Processed Murex shells, Rameswaram, Tamil Nadu, India © vinod malayilethu
The overarching goal of this project is develop a conservation strategy for sustainable exploitation of gastropod shell resources. The objective is to document the distribution, status and trade of commercially important gastropod shell resources along the coasts of Tamil Nadu and Kerala.
Molluscs have always played a significant role in Indian traditions and in the economy. With an extensive coastline of 7,516 km and an Exclusive Economic Zone (EEZ) of 2.1 million km2, the molluscan biodiversity along India's mainland and islands are rich and varied, especially in the coral reefs and intertidal areas. It is reported that 3,271 species of molluscs (from 220 families and 591 genera) including 1,900 species of gastropods, 1,100 bivalves, 210 cephalopods, 41 polyplacophores and 20 scaphopods have been recorded in Indian waters.
Marine gastropod resources are exploited for various purposes and often go unnoticed, as they form only a minor component of marine fishery resources. Many species are exploited for the purposes of manufacturing ornaments, curios and various other artifacts of commercial value. Gastropods in particular occupy an important role in the commercial shell craft industry in South India. Despite the potential threat of over exploitation of gastropod resources, there is no comprehensive data available on the distribution, species wise landings, species diversity and the volume of export and import of gastropod resources along the Indian coast.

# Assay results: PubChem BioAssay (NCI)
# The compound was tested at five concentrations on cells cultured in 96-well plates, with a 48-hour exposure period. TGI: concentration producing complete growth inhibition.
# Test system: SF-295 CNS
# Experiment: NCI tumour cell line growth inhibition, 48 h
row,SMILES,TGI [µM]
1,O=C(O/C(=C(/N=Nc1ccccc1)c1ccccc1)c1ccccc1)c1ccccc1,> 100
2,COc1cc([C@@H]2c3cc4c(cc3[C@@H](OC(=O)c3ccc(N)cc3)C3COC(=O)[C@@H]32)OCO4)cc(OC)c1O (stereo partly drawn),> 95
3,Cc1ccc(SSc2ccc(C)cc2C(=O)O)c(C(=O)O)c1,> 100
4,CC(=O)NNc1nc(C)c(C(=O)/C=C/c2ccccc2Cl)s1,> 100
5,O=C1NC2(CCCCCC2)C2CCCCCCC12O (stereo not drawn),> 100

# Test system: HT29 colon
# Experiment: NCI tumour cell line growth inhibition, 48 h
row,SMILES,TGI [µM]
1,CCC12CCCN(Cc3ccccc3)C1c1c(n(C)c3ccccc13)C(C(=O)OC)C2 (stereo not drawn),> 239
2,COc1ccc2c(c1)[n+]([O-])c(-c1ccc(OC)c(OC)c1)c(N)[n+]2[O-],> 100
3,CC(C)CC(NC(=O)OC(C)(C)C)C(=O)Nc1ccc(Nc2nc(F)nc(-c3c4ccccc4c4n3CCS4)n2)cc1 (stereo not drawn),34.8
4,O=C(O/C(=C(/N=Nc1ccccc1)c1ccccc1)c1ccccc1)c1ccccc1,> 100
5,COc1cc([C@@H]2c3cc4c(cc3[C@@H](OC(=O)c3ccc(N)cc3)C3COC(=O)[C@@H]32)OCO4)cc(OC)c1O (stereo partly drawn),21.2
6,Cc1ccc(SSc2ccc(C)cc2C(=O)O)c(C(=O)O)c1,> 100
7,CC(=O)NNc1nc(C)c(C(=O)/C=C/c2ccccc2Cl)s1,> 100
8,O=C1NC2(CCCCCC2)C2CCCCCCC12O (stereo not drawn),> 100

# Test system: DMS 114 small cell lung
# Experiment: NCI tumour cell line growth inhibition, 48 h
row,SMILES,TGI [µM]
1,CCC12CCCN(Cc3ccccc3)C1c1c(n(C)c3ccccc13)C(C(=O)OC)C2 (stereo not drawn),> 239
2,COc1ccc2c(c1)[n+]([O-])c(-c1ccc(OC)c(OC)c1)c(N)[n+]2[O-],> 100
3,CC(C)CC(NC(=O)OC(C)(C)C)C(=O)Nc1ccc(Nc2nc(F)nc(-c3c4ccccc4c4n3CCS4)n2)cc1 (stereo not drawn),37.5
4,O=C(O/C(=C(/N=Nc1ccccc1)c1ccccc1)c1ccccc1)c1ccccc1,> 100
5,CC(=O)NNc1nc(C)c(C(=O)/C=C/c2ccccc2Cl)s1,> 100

In Tamil Nadu on the South-east coast of India, WWF, with technical support from the Central Marine Fisheries Research Institute (CMFRI), conducted surveys in major fish landing centers in Palk Bay (9°17'N 79°18'E), specifically in Rameswaram, Mandapam and Keezhakarai, and the Gulf of Mannar (8°48' N, 78° 11' E) between Tuticorin and Tirunelvelli. In Kerala on the west coast of India, surveys were conducted in Kollam (8°54' N, 76° 38 E), specifically in Sakthikulangara and Neendakara fishing harbors where the majority of trawlers land.
Local shell collectors, traders, and Self Help Groups involved in the ornamental shell industry
State and Central Department of Environment and Forests, and Department of Animal Husbandry, Dairying, and Fisheries
Coastal Zone Managers
Men and women, and by extension their families, depend on coastal resources for their lives and livelihoods. However, the extent of this dependency is unknown. This project aims to examine the dependency on the gastropod trade industry to ultimately increase the sustainability of coastal communities livelihoods.
The ornamental gastropod industry provides income for a large number of people. However the long-term sustainability of the industry is challenged due to limited awareness of the status of the species, limited capacity in being able to identify between species, and issues related to effectively monitoring operations within the industry. The addressing of these challenges requires multi-sectoral collaboration.
Tamil Nadu (Gulf of Mannar, and Palk Bay), Kerala (Wedge Bank, Kollam)
9th Dec 2011 to 31st Oct 2013
Mr. Vinod Malayilethu
Senior Coordinator - Marine Conservation Programme
World Wildlife Fund (WWF) India